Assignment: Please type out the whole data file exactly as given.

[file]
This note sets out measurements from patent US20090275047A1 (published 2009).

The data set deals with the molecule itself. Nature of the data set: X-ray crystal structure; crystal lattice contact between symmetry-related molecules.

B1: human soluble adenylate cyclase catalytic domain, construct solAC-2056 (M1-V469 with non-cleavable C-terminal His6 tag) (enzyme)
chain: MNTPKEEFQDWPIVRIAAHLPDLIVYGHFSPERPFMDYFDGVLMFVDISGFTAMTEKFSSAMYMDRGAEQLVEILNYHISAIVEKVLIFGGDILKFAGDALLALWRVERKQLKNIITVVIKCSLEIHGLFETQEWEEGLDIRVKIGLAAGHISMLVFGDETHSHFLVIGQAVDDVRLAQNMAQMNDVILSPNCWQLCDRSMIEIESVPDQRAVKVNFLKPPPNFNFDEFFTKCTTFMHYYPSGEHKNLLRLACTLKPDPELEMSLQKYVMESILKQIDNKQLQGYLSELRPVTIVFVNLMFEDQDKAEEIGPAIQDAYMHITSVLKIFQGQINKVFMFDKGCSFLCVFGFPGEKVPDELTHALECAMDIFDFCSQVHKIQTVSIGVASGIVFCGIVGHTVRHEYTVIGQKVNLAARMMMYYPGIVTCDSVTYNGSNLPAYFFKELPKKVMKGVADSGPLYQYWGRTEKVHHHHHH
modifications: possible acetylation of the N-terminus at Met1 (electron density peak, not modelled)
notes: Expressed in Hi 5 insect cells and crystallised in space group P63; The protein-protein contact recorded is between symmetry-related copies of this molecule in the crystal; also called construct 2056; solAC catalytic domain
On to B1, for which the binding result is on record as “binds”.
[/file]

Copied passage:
This note sets out measurements from patent US20090275047A1 (published 2009).

The data set deals with the molecule itself. Nature of the data set: X-ray crystal structure; crystal lattice contact between symmetry-related molecules.

B1: human soluble adenylate cyclase catalytic domain, construct solAC-2056 (M1-V469 with non-cleavable C-terminal His6 tag) (enzyme)
chain: MNTPKEEFQDWPIVRIAAHLPDLIVYGHFSPERPFMDYFDGVLMFVDISGFTAMTEKFSSAMYMDRGAEQLVEILNYHISAIVEKVLIFGGDILKFAGDALLALWRVERKQLKNIITVVIKCSLEIHGLFETQEWEEGLDIRVKIGLAAGHISMLVFGDETHSHFLVIGQAVDDVRLAQNMAQMNDVILSPNCWQLCDRSMIEIESVPDQRAVKVNFLKPPPNFNFDEFFTKCTTFMHYYPSGEHKNLLRLACTLKPDPELEMSLQKYVMESILKQIDNKQLQGYLSELRPVTIVFVNLMFEDQDKAEEIGPAIQDAYMHITSVLKIFQGQINKVFMFDKGCSFLCVFGFPGEKVPDELTHALECAMDIFDFCSQVHKIQTVSIGVASGIVFCGIVGHTVRHEYTVIGQKVNLAARMMMYYPGIVTCDSVTYNGSNLPAYFFKELPKKVMKGVADSGPLYQYWGRTEKVHHHHHH
modifications: possible acetylation of the N-terminus at Met1 (electron density peak, not modelled)
notes: Expressed in Hi 5 insect cells and crystallised in space group P63; The protein-protein contact recorded is between symmetry-related copies of this molecule in the crystal; also called construct 2056; solAC catalytic domain
On to B1, for which the binding result is on record as “binds”.